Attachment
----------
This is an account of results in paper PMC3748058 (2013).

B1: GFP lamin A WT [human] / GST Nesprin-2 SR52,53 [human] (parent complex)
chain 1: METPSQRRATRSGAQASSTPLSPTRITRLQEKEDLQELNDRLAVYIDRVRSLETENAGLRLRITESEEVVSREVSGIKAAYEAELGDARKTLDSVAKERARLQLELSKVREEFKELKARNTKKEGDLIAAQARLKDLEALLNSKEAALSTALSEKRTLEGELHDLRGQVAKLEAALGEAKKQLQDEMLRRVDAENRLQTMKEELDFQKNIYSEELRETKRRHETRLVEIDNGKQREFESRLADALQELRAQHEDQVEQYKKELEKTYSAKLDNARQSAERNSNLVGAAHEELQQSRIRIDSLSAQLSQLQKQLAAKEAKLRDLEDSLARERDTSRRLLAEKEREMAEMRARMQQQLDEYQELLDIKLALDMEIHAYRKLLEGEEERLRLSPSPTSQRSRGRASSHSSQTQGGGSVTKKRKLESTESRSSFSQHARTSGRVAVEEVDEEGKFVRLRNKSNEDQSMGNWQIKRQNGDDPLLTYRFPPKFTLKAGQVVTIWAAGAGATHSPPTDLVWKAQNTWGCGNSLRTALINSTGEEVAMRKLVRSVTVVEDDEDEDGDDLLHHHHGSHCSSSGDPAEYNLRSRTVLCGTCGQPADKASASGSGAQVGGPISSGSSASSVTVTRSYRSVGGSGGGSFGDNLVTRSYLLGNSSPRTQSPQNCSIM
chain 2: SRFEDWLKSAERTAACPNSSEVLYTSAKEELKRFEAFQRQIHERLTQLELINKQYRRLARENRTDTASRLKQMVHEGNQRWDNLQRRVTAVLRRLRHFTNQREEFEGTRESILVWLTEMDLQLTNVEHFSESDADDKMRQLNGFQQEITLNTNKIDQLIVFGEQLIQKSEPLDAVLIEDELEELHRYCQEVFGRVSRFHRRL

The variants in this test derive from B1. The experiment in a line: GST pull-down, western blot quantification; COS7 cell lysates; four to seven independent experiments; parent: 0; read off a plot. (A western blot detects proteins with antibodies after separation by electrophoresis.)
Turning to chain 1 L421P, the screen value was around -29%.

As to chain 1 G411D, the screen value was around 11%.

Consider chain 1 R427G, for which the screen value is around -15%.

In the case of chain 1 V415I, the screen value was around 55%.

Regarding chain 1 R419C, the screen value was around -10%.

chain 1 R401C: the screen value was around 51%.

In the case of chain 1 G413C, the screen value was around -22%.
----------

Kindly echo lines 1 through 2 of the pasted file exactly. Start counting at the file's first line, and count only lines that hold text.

This is an account of results in paper PMC3748058 (2013).

B1: GFP lamin A WT [human] / GST Nesprin-2 SR52,53 [human] (parent complex)